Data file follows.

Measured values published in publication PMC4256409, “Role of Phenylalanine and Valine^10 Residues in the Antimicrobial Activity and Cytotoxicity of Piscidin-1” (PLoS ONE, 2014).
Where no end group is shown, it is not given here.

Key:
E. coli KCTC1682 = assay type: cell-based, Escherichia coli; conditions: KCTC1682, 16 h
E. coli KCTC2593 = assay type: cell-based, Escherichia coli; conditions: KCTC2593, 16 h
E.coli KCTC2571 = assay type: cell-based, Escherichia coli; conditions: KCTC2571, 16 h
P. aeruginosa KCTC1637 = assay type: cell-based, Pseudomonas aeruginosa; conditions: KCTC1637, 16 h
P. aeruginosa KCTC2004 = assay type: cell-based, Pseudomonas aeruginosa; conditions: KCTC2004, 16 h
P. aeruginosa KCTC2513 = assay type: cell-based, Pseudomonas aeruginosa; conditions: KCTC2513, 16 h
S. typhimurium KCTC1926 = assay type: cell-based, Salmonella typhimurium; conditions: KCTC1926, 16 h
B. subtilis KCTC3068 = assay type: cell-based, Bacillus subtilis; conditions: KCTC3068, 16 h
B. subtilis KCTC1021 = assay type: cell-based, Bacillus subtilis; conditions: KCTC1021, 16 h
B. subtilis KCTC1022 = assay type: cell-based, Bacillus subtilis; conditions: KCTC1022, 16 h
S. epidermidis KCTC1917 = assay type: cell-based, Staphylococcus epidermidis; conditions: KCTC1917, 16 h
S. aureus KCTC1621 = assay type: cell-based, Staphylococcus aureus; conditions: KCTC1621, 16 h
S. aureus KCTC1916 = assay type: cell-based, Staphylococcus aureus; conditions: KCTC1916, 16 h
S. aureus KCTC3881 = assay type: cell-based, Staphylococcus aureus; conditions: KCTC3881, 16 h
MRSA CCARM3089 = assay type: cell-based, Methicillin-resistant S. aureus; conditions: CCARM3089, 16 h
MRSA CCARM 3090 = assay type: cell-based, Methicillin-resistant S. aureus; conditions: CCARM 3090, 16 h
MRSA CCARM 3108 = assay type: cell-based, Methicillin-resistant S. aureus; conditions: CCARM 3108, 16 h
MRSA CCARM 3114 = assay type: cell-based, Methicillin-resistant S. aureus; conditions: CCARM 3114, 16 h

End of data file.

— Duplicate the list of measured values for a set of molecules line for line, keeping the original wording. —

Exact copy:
Measured values published in publication PMC4256409, “Role of Phenylalanine and Valine^10 Residues in the Antimicrobial Activity and Cytotoxicity of Piscidin-1” (PLoS ONE, 2014).
Where no end group is shown, it is not given here.

Key:
E. coli KCTC1682 = assay type: cell-based, Escherichia coli; conditions: KCTC1682, 16 h
E. coli KCTC2593 = assay type: cell-based, Escherichia coli; conditions: KCTC2593, 16 h
E.coli KCTC2571 = assay type: cell-based, Escherichia coli; conditions: KCTC2571, 16 h
P. aeruginosa KCTC1637 = assay type: cell-based, Pseudomonas aeruginosa; conditions: KCTC1637, 16 h
P. aeruginosa KCTC2004 = assay type: cell-based, Pseudomonas aeruginosa; conditions: KCTC2004, 16 h
P. aeruginosa KCTC2513 = assay type: cell-based, Pseudomonas aeruginosa; conditions: KCTC2513, 16 h
S. typhimurium KCTC1926 = assay type: cell-based, Salmonella typhimurium; conditions: KCTC1926, 16 h
B. subtilis KCTC3068 = assay type: cell-based, Bacillus subtilis; conditions: KCTC3068, 16 h
B. subtilis KCTC1021 = assay type: cell-based, Bacillus subtilis; conditions: KCTC1021, 16 h
B. subtilis KCTC1022 = assay type: cell-based, Bacillus subtilis; conditions: KCTC1022, 16 h
S. epidermidis KCTC1917 = assay type: cell-based, Staphylococcus epidermidis; conditions: KCTC1917, 16 h
S. aureus KCTC1621 = assay type: cell-based, Staphylococcus aureus; conditions: KCTC1621, 16 h
S. aureus KCTC1916 = assay type: cell-based, Staphylococcus aureus; conditions: KCTC1916, 16 h
S. aureus KCTC3881 = assay type: cell-based, Staphylococcus aureus; conditions: KCTC3881, 16 h
MRSA CCARM3089 = assay type: cell-based, Methicillin-resistant S. aureus; conditions: CCARM3089, 16 h
MRSA CCARM 3090 = assay type: cell-based, Methicillin-resistant S. aureus; conditions: CCARM 3090, 16 h
MRSA CCARM 3108 = assay type: cell-based, Methicillin-resistant S. aureus; conditions: CCARM 3108, 16 h
MRSA CCARM 3114 = assay type: cell-based, Methicillin-resistant S. aureus; conditions: CCARM 3114, 16 h